ADVERTISEMENT

National Geographic Genographic 2.0

<i>National Geographic</i> Genographic 2.0

The Genographic Project is a multiyear research initiative that uses cutting-edge genetic and computational technologies to analyze historical patterns in DNA from participants around the world to better understand our human genetic roots.

By participating in the latest phase of this real-time scientific project, you can learn more about yourself than you ever thought possible. You will also help support the Genographic Legacy Fund, which works to conserve and revitalize indigenous cultures around the world.

The three components of the project are:

  • To gather and analyze research data in collaboration with indigenous and traditional peoples around the world
  • To invite the general public to join this real-time scientific project and to learn about their own deep ancestry by purchasing a Genographic Project Participation and DNA Ancestry Kit, Geno 2.0
  • To use a portion of the proceeds from Geno 2.0 kit sales to further research and the Genographic Legacy Fund, which in turn supports community-led indigenous conservation and revitalization projects

The Genographic Project is anonymous, nonmedical, and nonprofit, and all results are placed in the public domain following scientific peer publication. For more details, visit: Genographic.nationalgeographic.com/about/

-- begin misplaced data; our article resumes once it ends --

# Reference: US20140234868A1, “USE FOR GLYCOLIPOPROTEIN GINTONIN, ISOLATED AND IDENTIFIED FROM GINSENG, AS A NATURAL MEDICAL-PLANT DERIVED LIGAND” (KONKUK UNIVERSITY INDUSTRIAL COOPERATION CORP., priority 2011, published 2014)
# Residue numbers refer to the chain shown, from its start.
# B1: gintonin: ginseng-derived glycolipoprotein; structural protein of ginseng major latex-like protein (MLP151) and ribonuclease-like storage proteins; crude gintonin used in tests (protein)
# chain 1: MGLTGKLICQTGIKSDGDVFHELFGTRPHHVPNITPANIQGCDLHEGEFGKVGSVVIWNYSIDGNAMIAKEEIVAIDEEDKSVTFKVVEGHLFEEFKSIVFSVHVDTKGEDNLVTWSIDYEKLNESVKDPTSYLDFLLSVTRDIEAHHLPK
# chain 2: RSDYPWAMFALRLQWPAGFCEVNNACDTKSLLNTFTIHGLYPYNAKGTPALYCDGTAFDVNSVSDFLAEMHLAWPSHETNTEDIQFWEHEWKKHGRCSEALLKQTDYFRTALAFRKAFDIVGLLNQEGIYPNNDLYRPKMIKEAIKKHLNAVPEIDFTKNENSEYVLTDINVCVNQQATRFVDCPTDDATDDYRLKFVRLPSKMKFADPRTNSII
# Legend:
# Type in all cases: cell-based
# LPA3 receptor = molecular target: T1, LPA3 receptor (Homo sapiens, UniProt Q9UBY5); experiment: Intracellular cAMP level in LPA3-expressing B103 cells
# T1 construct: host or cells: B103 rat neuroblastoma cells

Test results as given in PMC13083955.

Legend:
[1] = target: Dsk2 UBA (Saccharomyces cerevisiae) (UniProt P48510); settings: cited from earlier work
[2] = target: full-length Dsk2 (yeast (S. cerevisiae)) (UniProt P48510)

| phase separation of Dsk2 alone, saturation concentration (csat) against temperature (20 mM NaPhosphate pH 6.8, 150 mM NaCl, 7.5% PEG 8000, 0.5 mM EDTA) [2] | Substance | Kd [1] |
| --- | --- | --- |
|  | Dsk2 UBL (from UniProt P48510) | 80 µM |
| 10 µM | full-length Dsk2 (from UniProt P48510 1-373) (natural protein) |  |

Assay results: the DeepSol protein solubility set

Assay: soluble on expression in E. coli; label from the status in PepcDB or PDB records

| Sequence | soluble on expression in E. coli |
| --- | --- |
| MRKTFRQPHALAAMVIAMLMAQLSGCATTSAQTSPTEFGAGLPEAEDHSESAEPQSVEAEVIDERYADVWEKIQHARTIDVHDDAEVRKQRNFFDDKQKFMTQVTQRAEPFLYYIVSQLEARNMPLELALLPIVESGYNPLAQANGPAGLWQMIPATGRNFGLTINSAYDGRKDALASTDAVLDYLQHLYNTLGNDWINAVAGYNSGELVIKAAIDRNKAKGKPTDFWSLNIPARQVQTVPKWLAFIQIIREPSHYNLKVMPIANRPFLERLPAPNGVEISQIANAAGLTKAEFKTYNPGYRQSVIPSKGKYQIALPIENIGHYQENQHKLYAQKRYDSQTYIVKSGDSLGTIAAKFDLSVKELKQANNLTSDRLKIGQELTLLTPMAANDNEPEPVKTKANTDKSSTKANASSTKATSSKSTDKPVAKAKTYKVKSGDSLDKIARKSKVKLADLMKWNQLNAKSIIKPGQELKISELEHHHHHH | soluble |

Project Details

  • PRINCIPAL SCIENTIST: Spencer Wells, Explorer-in-Residence
  • SCIENTIST AFFILIATION: National Geographic
  • DATES: Ongoing
  • PROJECT TYPE: Data Processing
  • COST: More than $50
  • GRADE LEVEL: All Ages
  • TIME COMMITMENT: Variable
  • HOW TO JOIN:

    Participants must first purchase a Genographic Project Participation Kit.

See more projects in More than $50Data ProcessingAll Ages.

What Is Citizen Science?

Research often involves teams of scientists collaborating across continents. Now, using the power of the Internet, non-specialists are participating, too. Citizen Science falls into many categories. A pioneering project was SETI@Home, which has harnessed the idle computing time of millions of participants in the search for extraterrestrial life. Citizen scientists also act as volunteer classifiers of heavenly objects, such as in Galaxy Zoo. They make observations of the natural world, as in The Great Sunflower Project. And they even solve puzzles to design proteins, such as FoldIt. We'll add projects regularly—and please tell us about others you like as well.

Share this Article:

Comments

You must sign in or register as a ScientificAmerican.com member to submit a comment.
Scientific American Back To School

Back to School Sale!

12 Digital Issues + 4 Years of Archive Access just $19.99

Order Now >

X

Email this Article



This function is currently unavailable

X